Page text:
September 1, 2007

We’re not bringing up our children with confidence

Mumbai Mirror
Saturday, September 01, 2007

When Magsaysay awardee Shantha Sinha was appointed chairperson of the National Commission for Protection of Child Rights, she said she wanted everyone to be indignant about the general state of child abuse. Now, with so many instances of violence against children, Sinha says merely penalising individuals in isolated incidents is not the answer. Mumbai Mirror correspondent Lakshmi talks to her about solutions...

Schoolchildren are increasingly being abused by their teachers — be it allegedly forcing students into prostitution or beating up a student for not doing her homework. What do you have to say about this?
The Delhi incident was shocking. What was uncovered was a single incident, it might not necessarily be the solitary instance. In the Bangalore case, seven teachers had beaten the child. It is not enough to pin blame or responsibility on a few individuals. It is far more generic. It is the pervasiveness of violence and abuse of children that we have in our system.

Has your commission taken cognisance of these incidents?
We can only recommend remedial measures. We are not implementing agencies. More importantly, the state governments must take necessary steps.

Why are children, particularly those who go to school, the subject of so much abuse?
From the beginning, we have taught our children to be obedient and submissive. We are not bringing them up with confidence. We have not given them the courage to say ‘no’. Instinctively, children discriminate between good touch and bad touch. They can also distinguish a good gaze from an evil one.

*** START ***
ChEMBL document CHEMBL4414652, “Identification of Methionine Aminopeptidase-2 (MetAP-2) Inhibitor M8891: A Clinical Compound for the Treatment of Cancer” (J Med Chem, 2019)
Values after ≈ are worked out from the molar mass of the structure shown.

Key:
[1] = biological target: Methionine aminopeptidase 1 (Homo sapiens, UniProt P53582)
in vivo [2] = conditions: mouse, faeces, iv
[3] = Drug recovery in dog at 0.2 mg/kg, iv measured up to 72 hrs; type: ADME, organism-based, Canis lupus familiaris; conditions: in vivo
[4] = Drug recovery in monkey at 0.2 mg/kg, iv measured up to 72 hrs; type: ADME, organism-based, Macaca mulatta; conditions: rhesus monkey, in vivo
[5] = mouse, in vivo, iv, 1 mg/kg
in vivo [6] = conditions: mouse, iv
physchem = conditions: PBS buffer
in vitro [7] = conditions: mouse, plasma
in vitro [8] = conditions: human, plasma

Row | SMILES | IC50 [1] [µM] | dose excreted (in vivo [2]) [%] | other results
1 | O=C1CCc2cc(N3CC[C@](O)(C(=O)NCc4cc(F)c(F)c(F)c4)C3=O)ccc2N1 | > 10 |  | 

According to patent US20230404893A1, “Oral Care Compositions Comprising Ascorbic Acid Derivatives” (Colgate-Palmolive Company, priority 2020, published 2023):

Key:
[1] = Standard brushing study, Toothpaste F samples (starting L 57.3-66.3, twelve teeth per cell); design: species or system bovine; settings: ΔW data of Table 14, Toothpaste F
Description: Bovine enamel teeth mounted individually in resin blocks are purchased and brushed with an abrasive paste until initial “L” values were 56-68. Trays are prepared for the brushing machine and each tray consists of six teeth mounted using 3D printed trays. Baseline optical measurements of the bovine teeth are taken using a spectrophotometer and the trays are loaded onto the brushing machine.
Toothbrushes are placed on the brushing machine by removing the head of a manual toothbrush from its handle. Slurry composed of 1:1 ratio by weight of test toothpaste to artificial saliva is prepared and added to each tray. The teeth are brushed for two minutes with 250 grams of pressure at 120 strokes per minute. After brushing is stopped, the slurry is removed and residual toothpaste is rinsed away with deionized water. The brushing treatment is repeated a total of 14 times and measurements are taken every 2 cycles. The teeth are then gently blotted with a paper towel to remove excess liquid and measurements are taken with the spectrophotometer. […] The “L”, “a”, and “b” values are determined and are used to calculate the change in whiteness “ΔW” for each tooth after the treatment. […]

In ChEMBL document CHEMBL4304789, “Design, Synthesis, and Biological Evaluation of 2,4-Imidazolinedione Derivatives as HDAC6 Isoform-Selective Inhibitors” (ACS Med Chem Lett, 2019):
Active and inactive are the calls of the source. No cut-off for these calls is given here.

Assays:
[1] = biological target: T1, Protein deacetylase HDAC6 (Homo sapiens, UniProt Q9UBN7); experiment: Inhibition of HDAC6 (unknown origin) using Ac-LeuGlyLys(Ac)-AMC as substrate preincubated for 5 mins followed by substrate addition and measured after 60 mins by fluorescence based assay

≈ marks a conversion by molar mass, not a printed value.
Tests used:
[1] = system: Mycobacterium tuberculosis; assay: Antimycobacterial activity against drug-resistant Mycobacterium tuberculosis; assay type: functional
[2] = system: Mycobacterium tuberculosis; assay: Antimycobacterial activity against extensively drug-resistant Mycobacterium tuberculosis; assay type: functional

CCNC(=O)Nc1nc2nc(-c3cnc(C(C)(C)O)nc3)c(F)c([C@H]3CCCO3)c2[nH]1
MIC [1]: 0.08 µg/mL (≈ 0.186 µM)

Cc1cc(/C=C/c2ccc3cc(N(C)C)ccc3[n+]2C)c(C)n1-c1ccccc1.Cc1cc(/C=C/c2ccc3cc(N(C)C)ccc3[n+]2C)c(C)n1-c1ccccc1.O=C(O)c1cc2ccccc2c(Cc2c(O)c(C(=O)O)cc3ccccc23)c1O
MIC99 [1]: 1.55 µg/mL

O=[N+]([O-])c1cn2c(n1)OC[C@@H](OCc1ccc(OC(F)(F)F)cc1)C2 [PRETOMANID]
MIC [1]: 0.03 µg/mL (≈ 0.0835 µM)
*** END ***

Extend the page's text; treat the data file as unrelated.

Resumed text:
But still children cannot resist violence...
Children are usually silent because they are not sure if the world of adults is going to listen to them. That is why in our seven-point charter, we have suggested that schools put up a complaint box where a child can drop anonymous complaints about corporal punishment.

In early August, your circular about launching an awareness campaign against violence by teachers had even included verbal abuse...
Any hurtful utterance should be seen as an affront to the child’s dignity. We cannot have gradations of insults. Adults must recognise this. We must not ask children to bear with small insults and tackle only the big ones. We should not wait till there is a physical assault on the child. Hurtful words are as serious an offence as a slap. As for implementation of the circular, the education department of all states have two months to implement the charter.

You have expertise in working with underprivileged children, as your forte has been movement against child labour. While dealing with issues of violence on school children, don't find yourself tackling middle-class issues?
Violence against children cuts across class. It is not just the school-going children from the middle class who face the brunt of teachers. First generation learners from poor families face a tougher time in school. For them, it is traumatic even to go to school as they get taunted for getting the wrong note book.

What about the parental duty of disciplining a child?
Punishment is different from discipline. You can mentor a child without punishing him or her.

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